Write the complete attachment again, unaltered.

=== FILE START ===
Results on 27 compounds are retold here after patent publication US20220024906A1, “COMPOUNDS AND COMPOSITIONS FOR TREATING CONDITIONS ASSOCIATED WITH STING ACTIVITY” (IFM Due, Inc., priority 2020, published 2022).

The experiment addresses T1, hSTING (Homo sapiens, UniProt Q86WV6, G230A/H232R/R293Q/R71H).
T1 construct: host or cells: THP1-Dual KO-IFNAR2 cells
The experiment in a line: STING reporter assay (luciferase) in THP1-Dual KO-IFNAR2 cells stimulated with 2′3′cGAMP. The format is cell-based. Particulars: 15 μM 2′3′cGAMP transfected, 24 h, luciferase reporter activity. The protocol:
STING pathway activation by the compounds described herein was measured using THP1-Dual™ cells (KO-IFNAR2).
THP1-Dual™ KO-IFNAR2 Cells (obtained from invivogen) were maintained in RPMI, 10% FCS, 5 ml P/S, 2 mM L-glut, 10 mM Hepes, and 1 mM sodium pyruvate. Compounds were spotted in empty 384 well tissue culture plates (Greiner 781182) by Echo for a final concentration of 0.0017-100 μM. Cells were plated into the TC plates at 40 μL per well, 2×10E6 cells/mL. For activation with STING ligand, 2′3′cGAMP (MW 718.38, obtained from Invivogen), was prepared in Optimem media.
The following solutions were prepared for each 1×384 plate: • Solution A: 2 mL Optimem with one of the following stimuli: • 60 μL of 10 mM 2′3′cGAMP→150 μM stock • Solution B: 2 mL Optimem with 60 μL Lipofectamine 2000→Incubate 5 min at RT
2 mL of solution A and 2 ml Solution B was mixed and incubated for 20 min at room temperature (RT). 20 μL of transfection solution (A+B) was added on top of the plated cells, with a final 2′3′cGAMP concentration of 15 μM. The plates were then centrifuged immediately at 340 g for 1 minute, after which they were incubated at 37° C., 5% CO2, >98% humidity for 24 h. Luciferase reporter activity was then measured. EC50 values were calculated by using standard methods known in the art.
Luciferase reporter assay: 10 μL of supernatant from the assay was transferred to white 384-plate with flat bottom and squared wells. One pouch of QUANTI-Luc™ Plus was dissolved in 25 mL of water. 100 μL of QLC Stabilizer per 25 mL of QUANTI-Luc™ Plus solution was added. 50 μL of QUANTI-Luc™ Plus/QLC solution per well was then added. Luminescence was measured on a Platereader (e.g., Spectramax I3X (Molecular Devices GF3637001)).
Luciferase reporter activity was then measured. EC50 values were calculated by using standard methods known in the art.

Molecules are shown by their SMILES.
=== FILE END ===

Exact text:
Results on 27 compounds are retold here after patent publication US20220024906A1, “COMPOUNDS AND COMPOSITIONS FOR TREATING CONDITIONS ASSOCIATED WITH STING ACTIVITY” (IFM Due, Inc., priority 2020, published 2022).

The experiment addresses T1, hSTING (Homo sapiens, UniProt Q86WV6, G230A/H232R/R293Q/R71H).
T1 construct: host or cells: THP1-Dual KO-IFNAR2 cells
The experiment in a line: STING reporter assay (luciferase) in THP1-Dual KO-IFNAR2 cells stimulated with 2′3′cGAMP. The format is cell-based. Particulars: 15 μM 2′3′cGAMP transfected, 24 h, luciferase reporter activity. The protocol:
STING pathway activation by the compounds described herein was measured using THP1-Dual™ cells (KO-IFNAR2).
THP1-Dual™ KO-IFNAR2 Cells (obtained from invivogen) were maintained in RPMI, 10% FCS, 5 ml P/S, 2 mM L-glut, 10 mM Hepes, and 1 mM sodium pyruvate. Compounds were spotted in empty 384 well tissue culture plates (Greiner 781182) by Echo for a final concentration of 0.0017-100 μM. Cells were plated into the TC plates at 40 μL per well, 2×10E6 cells/mL. For activation with STING ligand, 2′3′cGAMP (MW 718.38, obtained from Invivogen), was prepared in Optimem media.
The following solutions were prepared for each 1×384 plate: • Solution A: 2 mL Optimem with one of the following stimuli: • 60 μL of 10 mM 2′3′cGAMP→150 μM stock • Solution B: 2 mL Optimem with 60 μL Lipofectamine 2000→Incubate 5 min at RT
2 mL of solution A and 2 ml Solution B was mixed and incubated for 20 min at room temperature (RT). 20 μL of transfection solution (A+B) was added on top of the plated cells, with a final 2′3′cGAMP concentration of 15 μM. The plates were then centrifuged immediately at 340 g for 1 minute, after which they were incubated at 37° C., 5% CO2, >98% humidity for 24 h. Luciferase reporter activity was then measured. EC50 values were calculated by using standard methods known in the art.
Luciferase reporter assay: 10 μL of supernatant from the assay was transferred to white 384-plate with flat bottom and squared wells. One pouch of QUANTI-Luc™ Plus was dissolved in 25 mL of water. 100 μL of QLC Stabilizer per 25 mL of QUANTI-Luc™ Plus solution was added. 50 μL of QUANTI-Luc™ Plus/QLC solution per well was then added. Luminescence was measured on a Platereader (e.g., Spectramax I3X (Molecular Devices GF3637001)).
Luciferase reporter activity was then measured. EC50 values were calculated by using standard methods known in the art.

Molecules are shown by their SMILES.